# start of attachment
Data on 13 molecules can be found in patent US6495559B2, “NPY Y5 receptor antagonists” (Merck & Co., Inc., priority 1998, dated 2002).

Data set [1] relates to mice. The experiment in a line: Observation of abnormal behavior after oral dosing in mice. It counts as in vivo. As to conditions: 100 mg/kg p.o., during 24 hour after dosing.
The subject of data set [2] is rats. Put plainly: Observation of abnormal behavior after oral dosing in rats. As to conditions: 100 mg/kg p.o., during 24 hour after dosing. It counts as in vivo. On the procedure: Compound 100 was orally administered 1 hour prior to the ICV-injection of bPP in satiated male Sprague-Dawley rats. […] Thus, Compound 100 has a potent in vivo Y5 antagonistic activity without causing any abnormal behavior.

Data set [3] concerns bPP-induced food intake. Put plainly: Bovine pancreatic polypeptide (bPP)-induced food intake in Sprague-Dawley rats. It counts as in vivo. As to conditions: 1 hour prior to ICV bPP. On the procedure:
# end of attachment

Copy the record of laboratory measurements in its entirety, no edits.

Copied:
Data on 13 molecules can be found in patent US6495559B2, “NPY Y5 receptor antagonists” (Merck & Co., Inc., priority 1998, dated 2002).

Data set [1] relates to mice. The experiment in a line: Observation of abnormal behavior after oral dosing in mice. It counts as in vivo. As to conditions: 100 mg/kg p.o., during 24 hour after dosing.
The subject of data set [2] is rats. Put plainly: Observation of abnormal behavior after oral dosing in rats. As to conditions: 100 mg/kg p.o., during 24 hour after dosing. It counts as in vivo. On the procedure: Compound 100 was orally administered 1 hour prior to the ICV-injection of bPP in satiated male Sprague-Dawley rats. […] Thus, Compound 100 has a potent in vivo Y5 antagonistic activity without causing any abnormal behavior.

Data set [3] concerns bPP-induced food intake. Put plainly: Bovine pancreatic polypeptide (bPP)-induced food intake in Sprague-Dawley rats. It counts as in vivo. As to conditions: 1 hour prior to ICV bPP. On the procedure: